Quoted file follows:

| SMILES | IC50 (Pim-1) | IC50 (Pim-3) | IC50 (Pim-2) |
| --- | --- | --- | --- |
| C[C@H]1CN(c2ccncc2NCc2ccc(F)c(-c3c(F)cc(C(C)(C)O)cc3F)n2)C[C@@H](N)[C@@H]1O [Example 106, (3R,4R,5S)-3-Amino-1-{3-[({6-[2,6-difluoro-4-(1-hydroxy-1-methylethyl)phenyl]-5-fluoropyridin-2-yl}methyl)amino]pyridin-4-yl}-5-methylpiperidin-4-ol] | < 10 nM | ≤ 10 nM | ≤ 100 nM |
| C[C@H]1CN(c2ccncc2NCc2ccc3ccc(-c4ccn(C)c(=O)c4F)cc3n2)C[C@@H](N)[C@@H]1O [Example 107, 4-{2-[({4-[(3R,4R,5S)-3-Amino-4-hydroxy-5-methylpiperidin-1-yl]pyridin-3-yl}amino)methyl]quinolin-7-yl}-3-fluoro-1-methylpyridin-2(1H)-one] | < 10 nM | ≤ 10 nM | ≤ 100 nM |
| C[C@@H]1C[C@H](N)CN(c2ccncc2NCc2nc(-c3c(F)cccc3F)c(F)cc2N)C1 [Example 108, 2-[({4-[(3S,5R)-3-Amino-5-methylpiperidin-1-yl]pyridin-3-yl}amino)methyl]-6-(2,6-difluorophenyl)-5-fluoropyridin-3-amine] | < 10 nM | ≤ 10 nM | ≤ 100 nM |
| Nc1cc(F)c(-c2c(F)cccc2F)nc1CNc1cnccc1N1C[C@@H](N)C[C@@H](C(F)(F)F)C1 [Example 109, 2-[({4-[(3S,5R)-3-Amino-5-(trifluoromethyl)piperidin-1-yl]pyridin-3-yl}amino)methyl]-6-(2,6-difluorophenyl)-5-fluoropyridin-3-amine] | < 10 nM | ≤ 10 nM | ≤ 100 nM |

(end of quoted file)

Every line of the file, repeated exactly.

| SMILES | IC50 (Pim-1) | IC50 (Pim-3) | IC50 (Pim-2) |
| --- | --- | --- | --- |
| C[C@H]1CN(c2ccncc2NCc2ccc(F)c(-c3c(F)cc(C(C)(C)O)cc3F)n2)C[C@@H](N)[C@@H]1O [Example 106, (3R,4R,5S)-3-Amino-1-{3-[({6-[2,6-difluoro-4-(1-hydroxy-1-methylethyl)phenyl]-5-fluoropyridin-2-yl}methyl)amino]pyridin-4-yl}-5-methylpiperidin-4-ol] | < 10 nM | ≤ 10 nM | ≤ 100 nM |
| C[C@H]1CN(c2ccncc2NCc2ccc3ccc(-c4ccn(C)c(=O)c4F)cc3n2)C[C@@H](N)[C@@H]1O [Example 107, 4-{2-[({4-[(3R,4R,5S)-3-Amino-4-hydroxy-5-methylpiperidin-1-yl]pyridin-3-yl}amino)methyl]quinolin-7-yl}-3-fluoro-1-methylpyridin-2(1H)-one] | < 10 nM | ≤ 10 nM | ≤ 100 nM |
| C[C@@H]1C[C@H](N)CN(c2ccncc2NCc2nc(-c3c(F)cccc3F)c(F)cc2N)C1 [Example 108, 2-[({4-[(3S,5R)-3-Amino-5-methylpiperidin-1-yl]pyridin-3-yl}amino)methyl]-6-(2,6-difluorophenyl)-5-fluoropyridin-3-amine] | < 10 nM | ≤ 10 nM | ≤ 100 nM |
| Nc1cc(F)c(-c2c(F)cccc2F)nc1CNc1cnccc1N1C[C@@H](N)C[C@@H](C(F)(F)F)C1 [Example 109, 2-[({4-[(3S,5R)-3-Amino-5-(trifluoromethyl)piperidin-1-yl]pyridin-3-yl}amino)methyl]-6-(2,6-difluorophenyl)-5-fluoropyridin-3-amine] | < 10 nM | ≤ 10 nM | ≤ 100 nM |